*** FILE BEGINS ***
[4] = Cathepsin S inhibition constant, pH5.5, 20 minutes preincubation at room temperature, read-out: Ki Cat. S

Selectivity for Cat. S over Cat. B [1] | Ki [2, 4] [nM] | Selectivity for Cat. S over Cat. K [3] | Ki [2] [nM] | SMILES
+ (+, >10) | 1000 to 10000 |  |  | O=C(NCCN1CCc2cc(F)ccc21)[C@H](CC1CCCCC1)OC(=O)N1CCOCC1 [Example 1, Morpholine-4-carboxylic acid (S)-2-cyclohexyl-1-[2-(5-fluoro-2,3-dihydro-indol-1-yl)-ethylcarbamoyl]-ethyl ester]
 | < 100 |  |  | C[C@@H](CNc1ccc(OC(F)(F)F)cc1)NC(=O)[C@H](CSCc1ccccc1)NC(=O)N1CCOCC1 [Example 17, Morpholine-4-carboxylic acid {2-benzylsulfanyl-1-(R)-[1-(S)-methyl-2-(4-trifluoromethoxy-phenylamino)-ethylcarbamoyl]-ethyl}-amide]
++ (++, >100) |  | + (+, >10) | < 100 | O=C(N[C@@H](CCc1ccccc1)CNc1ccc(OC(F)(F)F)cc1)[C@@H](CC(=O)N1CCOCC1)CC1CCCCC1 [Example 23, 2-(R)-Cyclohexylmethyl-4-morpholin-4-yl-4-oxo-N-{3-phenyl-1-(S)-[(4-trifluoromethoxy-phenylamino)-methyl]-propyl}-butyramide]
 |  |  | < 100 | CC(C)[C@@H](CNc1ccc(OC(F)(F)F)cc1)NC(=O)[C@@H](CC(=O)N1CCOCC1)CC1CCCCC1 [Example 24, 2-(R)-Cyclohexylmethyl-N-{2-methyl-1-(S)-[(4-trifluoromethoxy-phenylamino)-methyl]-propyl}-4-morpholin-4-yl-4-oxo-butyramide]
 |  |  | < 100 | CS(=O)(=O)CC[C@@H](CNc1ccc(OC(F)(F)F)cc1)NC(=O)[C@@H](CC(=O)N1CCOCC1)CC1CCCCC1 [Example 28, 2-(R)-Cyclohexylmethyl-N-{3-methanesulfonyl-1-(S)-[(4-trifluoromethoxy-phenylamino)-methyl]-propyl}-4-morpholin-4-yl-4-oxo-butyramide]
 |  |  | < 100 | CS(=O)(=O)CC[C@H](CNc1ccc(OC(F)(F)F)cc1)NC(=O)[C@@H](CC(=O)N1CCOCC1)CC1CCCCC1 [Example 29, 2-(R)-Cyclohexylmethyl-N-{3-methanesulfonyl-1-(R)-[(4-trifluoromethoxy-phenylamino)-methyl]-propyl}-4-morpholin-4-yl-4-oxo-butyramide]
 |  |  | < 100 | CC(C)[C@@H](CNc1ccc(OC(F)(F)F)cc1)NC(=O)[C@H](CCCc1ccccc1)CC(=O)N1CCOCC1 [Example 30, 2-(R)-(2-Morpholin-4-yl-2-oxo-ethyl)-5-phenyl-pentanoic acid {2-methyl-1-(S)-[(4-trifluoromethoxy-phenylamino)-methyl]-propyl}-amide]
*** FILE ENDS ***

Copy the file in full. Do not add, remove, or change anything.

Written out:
[4] = Cathepsin S inhibition constant, pH5.5, 20 minutes preincubation at room temperature, read-out: Ki Cat. S

Selectivity for Cat. S over Cat. B [1] | Ki [2, 4] [nM] | Selectivity for Cat. S over Cat. K [3] | Ki [2] [nM] | SMILES
+ (+, >10) | 1000 to 10000 |  |  | O=C(NCCN1CCc2cc(F)ccc21)[C@H](CC1CCCCC1)OC(=O)N1CCOCC1 [Example 1, Morpholine-4-carboxylic acid (S)-2-cyclohexyl-1-[2-(5-fluoro-2,3-dihydro-indol-1-yl)-ethylcarbamoyl]-ethyl ester]
 | < 100 |  |  | C[C@@H](CNc1ccc(OC(F)(F)F)cc1)NC(=O)[C@H](CSCc1ccccc1)NC(=O)N1CCOCC1 [Example 17, Morpholine-4-carboxylic acid {2-benzylsulfanyl-1-(R)-[1-(S)-methyl-2-(4-trifluoromethoxy-phenylamino)-ethylcarbamoyl]-ethyl}-amide]
++ (++, >100) |  | + (+, >10) | < 100 | O=C(N[C@@H](CCc1ccccc1)CNc1ccc(OC(F)(F)F)cc1)[C@@H](CC(=O)N1CCOCC1)CC1CCCCC1 [Example 23, 2-(R)-Cyclohexylmethyl-4-morpholin-4-yl-4-oxo-N-{3-phenyl-1-(S)-[(4-trifluoromethoxy-phenylamino)-methyl]-propyl}-butyramide]
 |  |  | < 100 | CC(C)[C@@H](CNc1ccc(OC(F)(F)F)cc1)NC(=O)[C@@H](CC(=O)N1CCOCC1)CC1CCCCC1 [Example 24, 2-(R)-Cyclohexylmethyl-N-{2-methyl-1-(S)-[(4-trifluoromethoxy-phenylamino)-methyl]-propyl}-4-morpholin-4-yl-4-oxo-butyramide]
 |  |  | < 100 | CS(=O)(=O)CC[C@@H](CNc1ccc(OC(F)(F)F)cc1)NC(=O)[C@@H](CC(=O)N1CCOCC1)CC1CCCCC1 [Example 28, 2-(R)-Cyclohexylmethyl-N-{3-methanesulfonyl-1-(S)-[(4-trifluoromethoxy-phenylamino)-methyl]-propyl}-4-morpholin-4-yl-4-oxo-butyramide]
 |  |  | < 100 | CS(=O)(=O)CC[C@H](CNc1ccc(OC(F)(F)F)cc1)NC(=O)[C@@H](CC(=O)N1CCOCC1)CC1CCCCC1 [Example 29, 2-(R)-Cyclohexylmethyl-N-{3-methanesulfonyl-1-(R)-[(4-trifluoromethoxy-phenylamino)-methyl]-propyl}-4-morpholin-4-yl-4-oxo-butyramide]
 |  |  | < 100 | CC(C)[C@@H](CNc1ccc(OC(F)(F)F)cc1)NC(=O)[C@H](CCCc1ccccc1)CC(=O)N1CCOCC1 [Example 30, 2-(R)-(2-Morpholin-4-yl-2-oxo-ethyl)-5-phenyl-pentanoic acid {2-methyl-1-(S)-[(4-trifluoromethoxy-phenylamino)-methyl]-propyl}-amide]